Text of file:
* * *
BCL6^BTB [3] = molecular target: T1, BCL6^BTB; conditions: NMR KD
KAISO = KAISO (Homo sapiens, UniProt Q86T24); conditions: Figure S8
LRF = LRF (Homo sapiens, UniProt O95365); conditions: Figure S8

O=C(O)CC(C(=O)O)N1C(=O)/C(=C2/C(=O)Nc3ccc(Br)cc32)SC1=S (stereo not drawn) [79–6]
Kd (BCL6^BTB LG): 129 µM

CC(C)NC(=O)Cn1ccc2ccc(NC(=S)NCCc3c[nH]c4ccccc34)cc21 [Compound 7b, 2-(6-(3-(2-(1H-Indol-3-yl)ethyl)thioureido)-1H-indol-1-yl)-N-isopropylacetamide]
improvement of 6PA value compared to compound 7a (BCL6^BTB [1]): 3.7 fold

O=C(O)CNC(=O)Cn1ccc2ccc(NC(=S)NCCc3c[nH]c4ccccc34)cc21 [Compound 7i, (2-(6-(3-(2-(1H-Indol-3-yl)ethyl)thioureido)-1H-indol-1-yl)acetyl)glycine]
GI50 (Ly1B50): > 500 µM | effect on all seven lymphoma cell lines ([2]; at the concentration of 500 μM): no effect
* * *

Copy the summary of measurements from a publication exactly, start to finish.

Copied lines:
BCL6^BTB [3] = molecular target: T1, BCL6^BTB; conditions: NMR KD
KAISO = KAISO (Homo sapiens, UniProt Q86T24); conditions: Figure S8
LRF = LRF (Homo sapiens, UniProt O95365); conditions: Figure S8

O=C(O)CC(C(=O)O)N1C(=O)/C(=C2/C(=O)Nc3ccc(Br)cc32)SC1=S (stereo not drawn) [79–6]
Kd (BCL6^BTB LG): 129 µM

CC(C)NC(=O)Cn1ccc2ccc(NC(=S)NCCc3c[nH]c4ccccc34)cc21 [Compound 7b, 2-(6-(3-(2-(1H-Indol-3-yl)ethyl)thioureido)-1H-indol-1-yl)-N-isopropylacetamide]
improvement of 6PA value compared to compound 7a (BCL6^BTB [1]): 3.7 fold

O=C(O)CNC(=O)Cn1ccc2ccc(NC(=S)NCCc3c[nH]c4ccccc34)cc21 [Compound 7i, (2-(6-(3-(2-(1H-Indol-3-yl)ethyl)thioureido)-1H-indol-1-yl)acetyl)glycine]
GI50 (Ly1B50): > 500 µM | effect on all seven lymphoma cell lines ([2]; at the concentration of 500 μM): no effect